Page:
Six tips to improve your hillclimb times in 2021
Whether you’re a seasoned pro or looking for a new sport, these will guide you through
Given that none of us have really done anything in 2020, you might be finding it a little difficult to come up with a New Year’s resolution for 2021. If that is the case – might we suggest a little look at hillclimbing. It doesn’t matter whether you fancy yourself as a bit of a pro driver or are yet to try your hand at any form of motorsport, pretty much anyone can drive up a hill, and we’re here to help with some top tips to improve your times in 2021…Advertisement - Page continues below
… Except it won’t be us dishing out the advice. Trust us, you don’t want that. Earlier this year we took the dinky little Abarth 595 to Shelsley Walsh – the oldest surviving motor sport venue in the world – and commandeered Shelsley’s Chief Instructor Gary Thomas to impart some wisdom.
1. Smooth inputs
“The number one thing I would say for hillclimbing is to make all of your inputs smooth, and to minimise your inputs too. The more steering, accelerating and braking inputs you make, the more unsettled the car will be.”Advertisement - Page continues below
2. Walk the course
“My number two tip is to always walk the course. I always tell our students that. No matter how many times you’ve raced at a track, walk it if you get the chance. Often, I’ll walk it both in the morning before practice and at lunch time as well.
“You can often tell the people that haven’t walked it. Perhaps quite cheekily I’ll say, ‘isn’t it interesting that they’ve put a chicane in after the third corner?’ You can see the look of dismay on their face.”
3. Hand positioning
“Tip three would be to remember your hand position on the steering wheel. Too often I see drivers with their hands towards the middle of the top of the steering wheel. I see this on in-car videos all the time.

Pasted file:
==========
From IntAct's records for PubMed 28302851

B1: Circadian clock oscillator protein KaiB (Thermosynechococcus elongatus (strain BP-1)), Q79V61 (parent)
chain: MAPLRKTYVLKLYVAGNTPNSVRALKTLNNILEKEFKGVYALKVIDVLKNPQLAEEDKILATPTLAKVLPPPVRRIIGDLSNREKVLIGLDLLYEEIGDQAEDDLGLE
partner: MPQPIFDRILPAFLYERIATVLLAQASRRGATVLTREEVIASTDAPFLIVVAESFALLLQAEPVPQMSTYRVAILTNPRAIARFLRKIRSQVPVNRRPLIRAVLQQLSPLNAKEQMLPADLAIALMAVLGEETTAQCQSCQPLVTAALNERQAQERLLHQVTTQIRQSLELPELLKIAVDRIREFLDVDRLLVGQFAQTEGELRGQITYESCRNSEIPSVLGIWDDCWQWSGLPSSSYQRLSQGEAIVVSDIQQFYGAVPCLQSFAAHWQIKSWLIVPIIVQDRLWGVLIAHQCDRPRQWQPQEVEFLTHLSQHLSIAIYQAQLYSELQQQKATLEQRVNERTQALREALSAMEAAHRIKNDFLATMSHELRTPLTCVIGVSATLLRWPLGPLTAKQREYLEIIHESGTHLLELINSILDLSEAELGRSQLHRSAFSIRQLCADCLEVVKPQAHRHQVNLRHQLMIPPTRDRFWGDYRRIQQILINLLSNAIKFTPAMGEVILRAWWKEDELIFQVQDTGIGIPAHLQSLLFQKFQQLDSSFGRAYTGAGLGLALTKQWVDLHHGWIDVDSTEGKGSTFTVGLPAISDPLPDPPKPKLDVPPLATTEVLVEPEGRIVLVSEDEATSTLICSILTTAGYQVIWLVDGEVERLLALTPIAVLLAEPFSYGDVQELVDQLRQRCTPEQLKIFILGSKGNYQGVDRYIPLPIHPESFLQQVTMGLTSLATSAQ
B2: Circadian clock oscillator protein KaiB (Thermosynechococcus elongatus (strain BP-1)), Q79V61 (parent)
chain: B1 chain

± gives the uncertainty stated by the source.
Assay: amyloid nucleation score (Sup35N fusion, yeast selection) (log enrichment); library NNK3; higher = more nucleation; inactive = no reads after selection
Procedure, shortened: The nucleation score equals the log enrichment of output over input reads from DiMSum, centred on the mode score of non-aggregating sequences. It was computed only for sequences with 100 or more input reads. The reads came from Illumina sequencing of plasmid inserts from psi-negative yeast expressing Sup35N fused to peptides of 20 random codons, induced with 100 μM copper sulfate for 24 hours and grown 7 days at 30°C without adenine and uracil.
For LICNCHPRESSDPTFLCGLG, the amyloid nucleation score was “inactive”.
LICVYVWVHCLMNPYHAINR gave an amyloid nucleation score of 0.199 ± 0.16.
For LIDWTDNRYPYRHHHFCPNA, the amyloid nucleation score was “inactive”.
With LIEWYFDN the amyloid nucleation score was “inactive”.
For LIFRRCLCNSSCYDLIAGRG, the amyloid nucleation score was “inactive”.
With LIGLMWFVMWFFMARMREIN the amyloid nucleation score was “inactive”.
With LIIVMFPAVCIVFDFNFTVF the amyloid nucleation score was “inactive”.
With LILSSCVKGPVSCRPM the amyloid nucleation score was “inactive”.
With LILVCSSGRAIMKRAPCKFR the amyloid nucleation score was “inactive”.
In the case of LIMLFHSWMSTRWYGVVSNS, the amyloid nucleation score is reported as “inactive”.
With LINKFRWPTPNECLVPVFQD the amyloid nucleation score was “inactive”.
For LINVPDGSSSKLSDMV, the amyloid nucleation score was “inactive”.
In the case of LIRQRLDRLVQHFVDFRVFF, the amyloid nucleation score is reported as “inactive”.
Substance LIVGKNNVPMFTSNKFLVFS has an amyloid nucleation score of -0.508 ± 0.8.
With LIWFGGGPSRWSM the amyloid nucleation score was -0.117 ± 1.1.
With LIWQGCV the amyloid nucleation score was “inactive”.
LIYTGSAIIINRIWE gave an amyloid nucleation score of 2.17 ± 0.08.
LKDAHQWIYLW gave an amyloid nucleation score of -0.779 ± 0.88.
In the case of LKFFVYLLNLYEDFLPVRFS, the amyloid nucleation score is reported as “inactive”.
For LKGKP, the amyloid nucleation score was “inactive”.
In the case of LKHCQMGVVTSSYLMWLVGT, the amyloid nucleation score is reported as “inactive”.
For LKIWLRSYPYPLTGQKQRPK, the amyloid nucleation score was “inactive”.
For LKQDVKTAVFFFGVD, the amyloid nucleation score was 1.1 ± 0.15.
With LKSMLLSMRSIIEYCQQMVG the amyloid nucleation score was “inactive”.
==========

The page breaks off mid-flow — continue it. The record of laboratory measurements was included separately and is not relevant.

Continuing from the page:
“There was a classic hillclimb event that I did recently too. I’d been there a couple of years earlier and taken some photos, and there was one particular driver who had a really bad accident in his car. The year I was then competing he’d borrowed a really valuable car from a friend, and he crashed that one too. I went back and looked at the photos and realised his hands were next to each other on the top of the steering wheel. That’s not the way to control a car.
“Have your hands as wide as you can and try not to take them off the steering wheel. Crossing your arms helps you to put smoother steering inputs in and helps you straighten the car. Go for the quarter-to-three position rather than the ten-to-two.”
4. The start line
“With hillclimbing you don’t have to go the instant the light turns green. So, when the light goes, set your own revs and make sure you’re comfortable with how you’re starting rather than going at the ‘B’ of bang.
“The more revs you set, generally the slower your start. Often we see the quickest 64ft times from people who set off like they’re just driving away from the traffic lights. We measure to 64ft in hillclimbing because if you get there in two seconds then that’s equivalent to 1G.”
“You can lose a small amount of time changing gear but the gains in getting up the rev range can be massive. Gearing is important but of course each car is different. When we do the school days people always ask which gear they should be in at each part of the course.
“That’s a question we can never answer truly because it depends on the car and the driver. I would often take slightly higher gearing around some corners because I know that the car can cope with the speed, but also because higher gearing makes the car less sensitive if you happen to blip the throttle. If you’re in a lower gear it may unsettle the car. A higher gear can make the car more stable, but you have to have the speed to get to that higher gear. It’s all about learning, and in hillclimbing you’re always competing against your own PB.”Advertisement - Page continues below
“One quirky little thing that I always tell people is to take a spare pair of socks. If you’re in the UK, you may have noticed that it sometimes rains…
“Lots of hillclimbs have grass paddocks, so if it’s rained then your feet are going to get wet. Put a clean, dry pair of socks in your bag and use them to compete in in the afternoon. You’ll always go quicker with dry feet.”